Kings' Robinson gets message from coaches, grows

01/16/2013 12:00 AM

10/22/2014 1:41 PM

There was plenty of advice for Thomas Robinson as he began his NBA career.

A lot of it he should have ignored, but he didn't.

Lately, the power forward has found himself more often on the court, mainly because he started listening to what his coaches had been telling him and not what the other voices had to say.

Robinson said it would take "all day" to list everyone who told him how he should play after the Kings drafted him fifth overall in 2012.

"You know how everybody has their opinion," he said. " 'You're in the NBA now, you need to show them you can do this, show them you can do that.'

"That's not true. It's not my last year. I can show what I'm capable of years down the road. For now, to get established, I'll continue to do what got me here."

Robinson thought he'd be drafted no lower than second. Before the draft, he wanted to work out against power forward-center Anthony Davis, the consensus No. 1 pick, to prove he was worthy of going first.

But Robinson slid to the Kings, and he struggled in summer league and to start the season. Meanwhile, guard Damian Lillard, who was picked sixth by Portland, is the front-runner for the Rookie of the Year honor.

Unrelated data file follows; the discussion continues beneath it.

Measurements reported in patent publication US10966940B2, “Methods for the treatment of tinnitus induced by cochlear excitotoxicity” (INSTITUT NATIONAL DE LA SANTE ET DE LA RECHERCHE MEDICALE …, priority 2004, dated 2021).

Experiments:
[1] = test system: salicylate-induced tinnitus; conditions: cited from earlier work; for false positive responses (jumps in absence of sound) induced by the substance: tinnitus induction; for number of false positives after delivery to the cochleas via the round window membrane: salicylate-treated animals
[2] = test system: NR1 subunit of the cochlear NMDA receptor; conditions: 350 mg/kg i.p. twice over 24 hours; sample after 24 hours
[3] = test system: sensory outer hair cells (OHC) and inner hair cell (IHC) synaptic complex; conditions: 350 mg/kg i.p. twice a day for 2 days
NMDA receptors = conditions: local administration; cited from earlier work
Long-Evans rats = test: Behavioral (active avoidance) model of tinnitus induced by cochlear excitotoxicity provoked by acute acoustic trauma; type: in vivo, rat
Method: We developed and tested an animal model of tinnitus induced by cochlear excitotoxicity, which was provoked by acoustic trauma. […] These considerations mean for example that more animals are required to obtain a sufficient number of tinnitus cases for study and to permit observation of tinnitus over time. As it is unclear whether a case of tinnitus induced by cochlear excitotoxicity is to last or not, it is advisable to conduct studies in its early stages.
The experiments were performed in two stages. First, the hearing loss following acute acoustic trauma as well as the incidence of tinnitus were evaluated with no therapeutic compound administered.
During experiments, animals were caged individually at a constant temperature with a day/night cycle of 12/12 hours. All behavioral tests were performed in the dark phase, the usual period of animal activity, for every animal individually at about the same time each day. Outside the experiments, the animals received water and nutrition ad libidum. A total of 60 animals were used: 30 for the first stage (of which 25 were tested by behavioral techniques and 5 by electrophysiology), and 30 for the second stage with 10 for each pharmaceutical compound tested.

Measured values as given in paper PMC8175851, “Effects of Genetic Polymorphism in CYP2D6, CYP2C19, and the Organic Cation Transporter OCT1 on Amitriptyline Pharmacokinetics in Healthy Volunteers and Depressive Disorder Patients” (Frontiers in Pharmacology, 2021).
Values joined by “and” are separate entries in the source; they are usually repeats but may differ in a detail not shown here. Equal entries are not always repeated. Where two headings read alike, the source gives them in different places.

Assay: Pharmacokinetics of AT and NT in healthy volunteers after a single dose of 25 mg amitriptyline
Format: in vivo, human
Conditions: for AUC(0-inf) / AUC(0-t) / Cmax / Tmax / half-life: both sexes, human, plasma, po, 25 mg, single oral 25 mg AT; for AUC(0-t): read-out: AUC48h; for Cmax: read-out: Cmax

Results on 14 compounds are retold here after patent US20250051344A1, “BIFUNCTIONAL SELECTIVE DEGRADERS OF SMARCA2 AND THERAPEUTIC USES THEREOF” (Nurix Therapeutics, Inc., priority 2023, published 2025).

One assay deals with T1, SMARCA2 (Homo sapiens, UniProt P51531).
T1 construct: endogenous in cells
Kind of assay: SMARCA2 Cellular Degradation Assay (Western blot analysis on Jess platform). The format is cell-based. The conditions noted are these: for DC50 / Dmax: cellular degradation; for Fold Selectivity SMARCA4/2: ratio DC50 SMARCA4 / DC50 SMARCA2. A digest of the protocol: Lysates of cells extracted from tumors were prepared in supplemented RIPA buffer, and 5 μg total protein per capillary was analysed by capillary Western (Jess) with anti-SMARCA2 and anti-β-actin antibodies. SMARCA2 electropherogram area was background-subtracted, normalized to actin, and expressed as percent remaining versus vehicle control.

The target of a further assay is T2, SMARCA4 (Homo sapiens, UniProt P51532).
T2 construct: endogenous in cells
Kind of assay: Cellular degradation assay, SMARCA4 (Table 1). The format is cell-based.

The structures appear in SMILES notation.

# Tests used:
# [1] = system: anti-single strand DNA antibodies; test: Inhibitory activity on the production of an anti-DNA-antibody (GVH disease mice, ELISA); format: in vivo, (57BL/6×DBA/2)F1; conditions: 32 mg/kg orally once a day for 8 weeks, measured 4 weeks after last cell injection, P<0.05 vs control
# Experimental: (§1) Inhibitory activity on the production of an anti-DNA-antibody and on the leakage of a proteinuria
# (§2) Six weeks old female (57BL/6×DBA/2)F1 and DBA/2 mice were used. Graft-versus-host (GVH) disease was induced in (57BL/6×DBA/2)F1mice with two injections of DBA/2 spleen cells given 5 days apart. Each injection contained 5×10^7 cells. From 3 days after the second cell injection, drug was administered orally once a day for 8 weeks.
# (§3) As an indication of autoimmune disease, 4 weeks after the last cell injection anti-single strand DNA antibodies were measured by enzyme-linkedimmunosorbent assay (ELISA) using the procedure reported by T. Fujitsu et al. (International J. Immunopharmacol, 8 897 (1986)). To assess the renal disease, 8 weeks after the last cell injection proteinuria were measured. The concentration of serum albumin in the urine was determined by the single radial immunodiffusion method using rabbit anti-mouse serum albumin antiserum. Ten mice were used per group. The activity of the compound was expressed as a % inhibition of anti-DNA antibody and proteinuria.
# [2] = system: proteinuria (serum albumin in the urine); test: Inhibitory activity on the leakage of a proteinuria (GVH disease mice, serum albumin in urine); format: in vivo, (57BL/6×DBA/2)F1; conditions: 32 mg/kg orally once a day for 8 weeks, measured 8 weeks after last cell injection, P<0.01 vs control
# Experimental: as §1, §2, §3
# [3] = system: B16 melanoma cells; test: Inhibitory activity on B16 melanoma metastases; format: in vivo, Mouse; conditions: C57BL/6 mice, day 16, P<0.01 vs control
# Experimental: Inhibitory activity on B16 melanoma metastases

Robinson said he's not worried about Lillard or any other player now.

"It just took me a little longer than the rest of them, but I'm back on track," Robinson said. "So I'm not going to compare myself to Damian Lillard. He's an explosive scoring guard, and we're in two totally different positions."

It took prodding from the Kings' coaching staff and a serious reduction in minutes for Robinson to get the message.

Over four games from Dec. 28 to Jan. 2, Robinson played 17 minutes, including no time against the New York Knicks.

In the six games since, he's averaging 7.5 points and 8.2 rebounds in 21 minutes per game. He's shooting 53.8 percent (21 of 39) over that span.

Coach Keith Smart said Robinson has improved finishing around the basket and learned to slow down on the court.

The message, Smart said, has been consistent all season, but Robinson is starting to show he's buying in.

"Try to be an efficient player in the minutes that you have," Smart said. "And I think so far over the (recent) games, he's played well with what he does well already."

Robinson's rebounding is much needed. The Kings entered Tuesday 25th in rebounding (40.55 per game), and their differential of minus-3.74 was the second worst in the NBA.

In Monday's win over the Cleveland Cavaliers, Robinson had seven rebounds off the bench.

"(Monday) night, he was possessed, and no one could keep him off the glass," Smart said.

Robinson's ability to get to rebounds all over the court makes him unique on the Kings.

"I really don't look down until I have the ball," he said. "It's just me hunting. I realize I end up (outside the paint) a lot of times. It's just me trying to chase the ball down."

Robinson said Tuesday he was fine after a car accident following Monday's game. He said he tried to make a turn too late, and his Porsche went over a concrete divide at the intersection of Del Paso Road and Broadgate Drive near Sleep Train Arena.

"It's not that bad," Robinson said. "The car's not totaled, but I messed the bottom part of my bumper up. I probably busted something in the engine, but I'm not sure. I'm breathing, I really don't care too much about the car."

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